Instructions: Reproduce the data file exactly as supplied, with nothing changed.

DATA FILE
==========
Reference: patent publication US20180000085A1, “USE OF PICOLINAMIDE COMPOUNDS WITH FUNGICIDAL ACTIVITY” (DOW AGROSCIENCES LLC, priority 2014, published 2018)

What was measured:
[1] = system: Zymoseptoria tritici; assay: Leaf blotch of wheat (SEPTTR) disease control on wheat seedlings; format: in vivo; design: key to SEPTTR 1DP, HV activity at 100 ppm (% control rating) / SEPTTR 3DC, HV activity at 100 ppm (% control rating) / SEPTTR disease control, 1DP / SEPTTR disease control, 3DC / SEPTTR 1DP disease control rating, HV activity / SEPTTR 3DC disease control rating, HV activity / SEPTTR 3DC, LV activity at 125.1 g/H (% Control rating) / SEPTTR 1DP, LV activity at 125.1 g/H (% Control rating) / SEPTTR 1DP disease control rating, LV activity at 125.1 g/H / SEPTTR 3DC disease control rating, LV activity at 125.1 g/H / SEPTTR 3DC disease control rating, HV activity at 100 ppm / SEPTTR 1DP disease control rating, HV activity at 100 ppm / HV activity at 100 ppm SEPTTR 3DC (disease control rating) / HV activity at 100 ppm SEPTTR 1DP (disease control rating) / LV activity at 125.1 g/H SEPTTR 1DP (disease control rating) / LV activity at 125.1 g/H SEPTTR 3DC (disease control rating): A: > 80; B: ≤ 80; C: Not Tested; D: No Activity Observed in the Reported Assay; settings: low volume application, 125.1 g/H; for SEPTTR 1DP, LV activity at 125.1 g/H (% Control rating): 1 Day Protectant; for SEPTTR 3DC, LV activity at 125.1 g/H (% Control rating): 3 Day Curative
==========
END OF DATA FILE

Reference: patent publication US20180000085A1, “USE OF PICOLINAMIDE COMPOUNDS WITH FUNGICIDAL ACTIVITY” (DOW AGROSCIENCES LLC, priority 2014, published 2018)

What was measured:
[1] = system: Zymoseptoria tritici; assay: Leaf blotch of wheat (SEPTTR) disease control on wheat seedlings; format: in vivo; design: key to SEPTTR 1DP, HV activity at 100 ppm (% control rating) / SEPTTR 3DC, HV activity at 100 ppm (% control rating) / SEPTTR disease control, 1DP / SEPTTR disease control, 3DC / SEPTTR 1DP disease control rating, HV activity / SEPTTR 3DC disease control rating, HV activity / SEPTTR 3DC, LV activity at 125.1 g/H (% Control rating) / SEPTTR 1DP, LV activity at 125.1 g/H (% Control rating) / SEPTTR 1DP disease control rating, LV activity at 125.1 g/H / SEPTTR 3DC disease control rating, LV activity at 125.1 g/H / SEPTTR 3DC disease control rating, HV activity at 100 ppm / SEPTTR 1DP disease control rating, HV activity at 100 ppm / HV activity at 100 ppm SEPTTR 3DC (disease control rating) / HV activity at 100 ppm SEPTTR 1DP (disease control rating) / LV activity at 125.1 g/H SEPTTR 1DP (disease control rating) / LV activity at 125.1 g/H SEPTTR 3DC (disease control rating): A: > 80; B: ≤ 80; C: Not Tested; D: No Activity Observed in the Reported Assay; settings: low volume application, 125.1 g/H; for SEPTTR 1DP, LV activity at 125.1 g/H (% Control rating): 1 Day Protectant; for SEPTTR 3DC, LV activity at 125.1 g/H (% Control rating): 3 Day Curative